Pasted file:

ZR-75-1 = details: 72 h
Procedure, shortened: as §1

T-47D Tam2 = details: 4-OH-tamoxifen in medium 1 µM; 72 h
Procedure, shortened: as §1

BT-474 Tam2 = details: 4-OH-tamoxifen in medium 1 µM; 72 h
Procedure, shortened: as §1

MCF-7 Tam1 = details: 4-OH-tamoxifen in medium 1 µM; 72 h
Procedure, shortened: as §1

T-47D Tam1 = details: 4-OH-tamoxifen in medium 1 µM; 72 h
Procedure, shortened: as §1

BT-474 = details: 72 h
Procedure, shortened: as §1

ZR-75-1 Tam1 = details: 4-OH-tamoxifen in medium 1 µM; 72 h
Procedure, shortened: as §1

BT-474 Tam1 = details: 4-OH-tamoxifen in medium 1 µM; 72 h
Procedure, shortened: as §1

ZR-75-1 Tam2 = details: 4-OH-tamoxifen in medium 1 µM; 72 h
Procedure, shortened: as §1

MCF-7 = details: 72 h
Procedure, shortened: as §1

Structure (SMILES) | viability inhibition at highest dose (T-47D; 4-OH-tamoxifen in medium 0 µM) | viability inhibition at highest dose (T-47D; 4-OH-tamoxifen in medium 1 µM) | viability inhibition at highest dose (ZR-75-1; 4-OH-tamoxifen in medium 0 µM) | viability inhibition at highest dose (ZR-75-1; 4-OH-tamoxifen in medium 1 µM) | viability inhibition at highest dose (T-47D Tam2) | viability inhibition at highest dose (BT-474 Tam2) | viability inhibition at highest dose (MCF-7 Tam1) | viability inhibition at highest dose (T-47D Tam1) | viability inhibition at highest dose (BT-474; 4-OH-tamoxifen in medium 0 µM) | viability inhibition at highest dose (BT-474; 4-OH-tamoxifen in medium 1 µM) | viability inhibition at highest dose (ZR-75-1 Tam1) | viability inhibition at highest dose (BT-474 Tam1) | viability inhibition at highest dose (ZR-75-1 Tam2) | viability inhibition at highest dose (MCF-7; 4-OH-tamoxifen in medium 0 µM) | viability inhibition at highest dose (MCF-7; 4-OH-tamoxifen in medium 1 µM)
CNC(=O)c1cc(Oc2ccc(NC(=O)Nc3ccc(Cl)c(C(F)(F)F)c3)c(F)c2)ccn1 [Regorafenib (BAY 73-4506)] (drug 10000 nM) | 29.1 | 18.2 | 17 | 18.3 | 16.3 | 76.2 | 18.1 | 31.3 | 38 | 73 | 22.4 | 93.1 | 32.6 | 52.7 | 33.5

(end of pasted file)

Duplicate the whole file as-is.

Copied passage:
ZR-75-1 = details: 72 h
Procedure, shortened: as §1

T-47D Tam2 = details: 4-OH-tamoxifen in medium 1 µM; 72 h
Procedure, shortened: as §1

BT-474 Tam2 = details: 4-OH-tamoxifen in medium 1 µM; 72 h
Procedure, shortened: as §1

MCF-7 Tam1 = details: 4-OH-tamoxifen in medium 1 µM; 72 h
Procedure, shortened: as §1

T-47D Tam1 = details: 4-OH-tamoxifen in medium 1 µM; 72 h
Procedure, shortened: as §1

BT-474 = details: 72 h
Procedure, shortened: as §1

ZR-75-1 Tam1 = details: 4-OH-tamoxifen in medium 1 µM; 72 h
Procedure, shortened: as §1

BT-474 Tam1 = details: 4-OH-tamoxifen in medium 1 µM; 72 h
Procedure, shortened: as §1

ZR-75-1 Tam2 = details: 4-OH-tamoxifen in medium 1 µM; 72 h
Procedure, shortened: as §1

MCF-7 = details: 72 h
Procedure, shortened: as §1

Structure (SMILES) | viability inhibition at highest dose (T-47D; 4-OH-tamoxifen in medium 0 µM) | viability inhibition at highest dose (T-47D; 4-OH-tamoxifen in medium 1 µM) | viability inhibition at highest dose (ZR-75-1; 4-OH-tamoxifen in medium 0 µM) | viability inhibition at highest dose (ZR-75-1; 4-OH-tamoxifen in medium 1 µM) | viability inhibition at highest dose (T-47D Tam2) | viability inhibition at highest dose (BT-474 Tam2) | viability inhibition at highest dose (MCF-7 Tam1) | viability inhibition at highest dose (T-47D Tam1) | viability inhibition at highest dose (BT-474; 4-OH-tamoxifen in medium 0 µM) | viability inhibition at highest dose (BT-474; 4-OH-tamoxifen in medium 1 µM) | viability inhibition at highest dose (ZR-75-1 Tam1) | viability inhibition at highest dose (BT-474 Tam1) | viability inhibition at highest dose (ZR-75-1 Tam2) | viability inhibition at highest dose (MCF-7; 4-OH-tamoxifen in medium 0 µM) | viability inhibition at highest dose (MCF-7; 4-OH-tamoxifen in medium 1 µM)
CNC(=O)c1cc(Oc2ccc(NC(=O)Nc3ccc(Cl)c(C(F)(F)F)c3)c(F)c2)ccn1 [Regorafenib (BAY 73-4506)] (drug 10000 nM) | 29.1 | 18.2 | 17 | 18.3 | 16.3 | 76.2 | 18.1 | 31.3 | 38 | 73 | 22.4 | 93.1 | 32.6 | 52.7 | 33.5